Repeated radiological radiation exposure in patients undergoing surgery for urinary tract stone disease in Victoria, Australia

Authors


Philip McCahy, Casey Hospital – Urology, 52 Kangan Drive, Berwick, Victoria 3806, Australia. e-mail: philip@seurology.com.au

Abstract

What's known on the subject? and What does the study add?

Radiation exposure is a cause of cancer. Increasing use of CT scans has increased patient exposure to ionizing radiation which may increase long-term risk of cancer. Not all scans performed may be medically necessary. Up to 30% of patients presenting with renal/ureteric colic have been estimated to receive too much radiation.

At least 30% of patients attending for stone surgery have exceeded the recommended annual radiation dosage. Many Australian radiology providers do not routinely record CT radiation dose. Radiation dose varies widely between individual patients and between radiology providers. Image intensifiers may be an additional significant source of radiation exposure. Implementing guidelines and informing patients of their cumulative radiation exposure should reduce exposure and risk.

SUMMARY

At least 44% of a group of patients undergoing stone operations have been exposed to high levels of radiation, mostly from repeated CT scans, over a short period with possible increased risk of developing cancer. We suggest ways in which that risk can be reduced.

OBJECTIVE

  • • To assess radiation exposure in patients attending for surgery for urinary tract stones.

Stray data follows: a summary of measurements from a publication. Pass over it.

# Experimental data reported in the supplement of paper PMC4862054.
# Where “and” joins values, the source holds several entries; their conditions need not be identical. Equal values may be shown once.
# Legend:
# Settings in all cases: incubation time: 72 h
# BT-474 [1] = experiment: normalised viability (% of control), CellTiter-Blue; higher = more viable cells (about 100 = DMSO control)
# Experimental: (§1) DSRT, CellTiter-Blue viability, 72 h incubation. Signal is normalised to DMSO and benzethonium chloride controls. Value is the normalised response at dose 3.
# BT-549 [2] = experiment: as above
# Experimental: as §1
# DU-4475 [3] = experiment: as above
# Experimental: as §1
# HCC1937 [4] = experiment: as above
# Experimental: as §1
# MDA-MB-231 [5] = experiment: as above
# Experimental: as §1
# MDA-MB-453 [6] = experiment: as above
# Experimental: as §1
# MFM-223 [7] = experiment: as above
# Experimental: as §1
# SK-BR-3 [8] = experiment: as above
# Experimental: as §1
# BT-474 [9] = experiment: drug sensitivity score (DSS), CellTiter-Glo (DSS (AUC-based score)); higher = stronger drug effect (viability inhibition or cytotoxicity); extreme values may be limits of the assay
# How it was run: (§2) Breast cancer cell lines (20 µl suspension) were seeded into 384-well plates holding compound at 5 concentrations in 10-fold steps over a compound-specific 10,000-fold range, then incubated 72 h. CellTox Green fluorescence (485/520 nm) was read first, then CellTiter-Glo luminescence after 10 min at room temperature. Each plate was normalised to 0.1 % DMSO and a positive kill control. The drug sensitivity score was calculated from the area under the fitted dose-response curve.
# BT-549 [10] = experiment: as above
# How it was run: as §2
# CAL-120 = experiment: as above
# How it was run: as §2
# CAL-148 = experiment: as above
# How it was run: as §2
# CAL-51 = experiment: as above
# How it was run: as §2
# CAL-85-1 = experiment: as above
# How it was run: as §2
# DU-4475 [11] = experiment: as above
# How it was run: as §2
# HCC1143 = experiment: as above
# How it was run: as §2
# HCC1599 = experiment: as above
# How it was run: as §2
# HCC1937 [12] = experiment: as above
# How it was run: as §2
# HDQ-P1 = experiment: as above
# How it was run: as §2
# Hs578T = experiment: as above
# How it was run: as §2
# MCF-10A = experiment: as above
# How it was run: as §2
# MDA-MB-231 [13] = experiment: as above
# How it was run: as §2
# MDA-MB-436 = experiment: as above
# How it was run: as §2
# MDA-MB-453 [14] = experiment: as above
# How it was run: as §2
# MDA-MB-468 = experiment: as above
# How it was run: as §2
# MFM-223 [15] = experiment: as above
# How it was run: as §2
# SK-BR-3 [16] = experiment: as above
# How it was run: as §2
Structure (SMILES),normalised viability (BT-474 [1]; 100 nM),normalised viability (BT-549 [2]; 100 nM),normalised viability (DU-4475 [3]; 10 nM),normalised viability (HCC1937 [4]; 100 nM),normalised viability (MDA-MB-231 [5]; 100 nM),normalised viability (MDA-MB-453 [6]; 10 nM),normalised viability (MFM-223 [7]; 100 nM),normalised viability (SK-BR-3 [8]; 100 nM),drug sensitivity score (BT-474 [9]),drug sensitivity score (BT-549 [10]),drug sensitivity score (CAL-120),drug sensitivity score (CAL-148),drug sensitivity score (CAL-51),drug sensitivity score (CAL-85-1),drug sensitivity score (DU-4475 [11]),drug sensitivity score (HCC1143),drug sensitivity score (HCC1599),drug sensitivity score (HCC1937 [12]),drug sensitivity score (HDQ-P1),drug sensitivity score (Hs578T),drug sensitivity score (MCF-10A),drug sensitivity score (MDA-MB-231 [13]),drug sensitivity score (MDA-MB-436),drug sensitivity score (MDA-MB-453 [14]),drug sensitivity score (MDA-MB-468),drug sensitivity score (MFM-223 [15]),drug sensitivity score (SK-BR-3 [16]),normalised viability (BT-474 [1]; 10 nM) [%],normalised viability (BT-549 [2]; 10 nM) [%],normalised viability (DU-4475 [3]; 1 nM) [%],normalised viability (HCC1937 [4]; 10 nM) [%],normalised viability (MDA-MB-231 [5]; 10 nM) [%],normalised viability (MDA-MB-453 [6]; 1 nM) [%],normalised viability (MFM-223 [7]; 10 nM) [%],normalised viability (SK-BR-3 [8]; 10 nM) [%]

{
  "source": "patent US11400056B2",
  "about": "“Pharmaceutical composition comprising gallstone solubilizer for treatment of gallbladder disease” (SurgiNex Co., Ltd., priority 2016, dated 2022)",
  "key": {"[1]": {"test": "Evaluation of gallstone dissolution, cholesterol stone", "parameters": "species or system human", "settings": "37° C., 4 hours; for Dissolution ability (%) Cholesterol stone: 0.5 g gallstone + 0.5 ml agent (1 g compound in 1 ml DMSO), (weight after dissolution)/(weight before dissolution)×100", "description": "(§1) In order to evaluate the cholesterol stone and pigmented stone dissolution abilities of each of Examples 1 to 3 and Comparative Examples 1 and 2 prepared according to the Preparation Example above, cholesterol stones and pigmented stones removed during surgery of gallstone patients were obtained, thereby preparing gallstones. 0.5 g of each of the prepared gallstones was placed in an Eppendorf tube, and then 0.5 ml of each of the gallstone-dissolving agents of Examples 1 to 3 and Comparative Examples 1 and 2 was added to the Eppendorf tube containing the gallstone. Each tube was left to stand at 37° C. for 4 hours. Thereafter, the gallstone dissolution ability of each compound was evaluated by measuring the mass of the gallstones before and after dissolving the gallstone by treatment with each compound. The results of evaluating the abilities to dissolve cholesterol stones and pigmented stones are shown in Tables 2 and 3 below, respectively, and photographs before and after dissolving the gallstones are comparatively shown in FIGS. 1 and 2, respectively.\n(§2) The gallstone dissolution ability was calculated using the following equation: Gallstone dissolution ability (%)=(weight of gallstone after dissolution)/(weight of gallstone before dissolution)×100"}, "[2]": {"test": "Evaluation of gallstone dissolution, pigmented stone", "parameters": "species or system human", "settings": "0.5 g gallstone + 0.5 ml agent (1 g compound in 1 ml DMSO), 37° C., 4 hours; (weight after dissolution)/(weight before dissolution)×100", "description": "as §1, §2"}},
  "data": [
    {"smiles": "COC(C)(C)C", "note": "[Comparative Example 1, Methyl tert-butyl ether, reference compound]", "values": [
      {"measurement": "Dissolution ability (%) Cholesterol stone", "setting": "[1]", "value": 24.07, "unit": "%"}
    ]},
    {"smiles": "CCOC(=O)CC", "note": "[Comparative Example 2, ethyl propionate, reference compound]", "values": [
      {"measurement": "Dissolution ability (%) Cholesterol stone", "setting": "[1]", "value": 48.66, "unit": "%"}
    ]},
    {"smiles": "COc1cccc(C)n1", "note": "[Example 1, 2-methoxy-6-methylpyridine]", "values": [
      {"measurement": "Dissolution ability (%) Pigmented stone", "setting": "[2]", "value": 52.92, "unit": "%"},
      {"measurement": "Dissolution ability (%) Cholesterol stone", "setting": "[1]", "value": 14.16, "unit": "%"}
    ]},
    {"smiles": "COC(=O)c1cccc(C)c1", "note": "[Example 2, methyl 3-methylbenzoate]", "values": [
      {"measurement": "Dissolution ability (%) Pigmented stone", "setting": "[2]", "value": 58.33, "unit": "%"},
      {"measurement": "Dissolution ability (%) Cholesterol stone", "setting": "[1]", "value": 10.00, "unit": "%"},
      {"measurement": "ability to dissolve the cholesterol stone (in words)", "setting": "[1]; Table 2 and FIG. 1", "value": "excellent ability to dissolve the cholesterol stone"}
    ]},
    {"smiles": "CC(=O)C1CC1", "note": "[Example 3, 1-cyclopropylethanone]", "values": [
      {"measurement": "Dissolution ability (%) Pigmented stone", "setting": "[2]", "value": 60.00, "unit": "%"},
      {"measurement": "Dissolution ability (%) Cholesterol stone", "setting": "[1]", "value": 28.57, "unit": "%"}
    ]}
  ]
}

PATIENTS AND METHODS

  • • Fifty-eight consecutive patients attending for stone surgery were asked to provide their radiological imaging over the preceding year.
  • • Radiation dosage was recorded where available. Individual radiology providers were contacted to provide additional data.

RESULTS

  • • The median number of radiological investigations was six (range 2–15).
  • • Patients had attended 12 different providers on 22 sites. Only three providers routinely recorded computed tomography (CT) radiation dose.
  • • Up to 26 patients (44%) were subjected to at least 50 mGy radiation in the course of their treatment with at least eight (13.8%) receiving over 100 mGy from CT scans alone.
  • • CT and image intensifier radiation dose varied considerably between providers even for the same patients.

CONCLUSIONS

  • • Many patients with urinary tract stones are subjected to relatively high doses of radiation in the course of their investigation and treatment. This may have later malignant consequences.
  • • Many providers in Australia are not recording radiation dose and patients seem to have many unnecessary scans.
  • • Suggestions on improved management are made which could significantly reduce radiation exposure.

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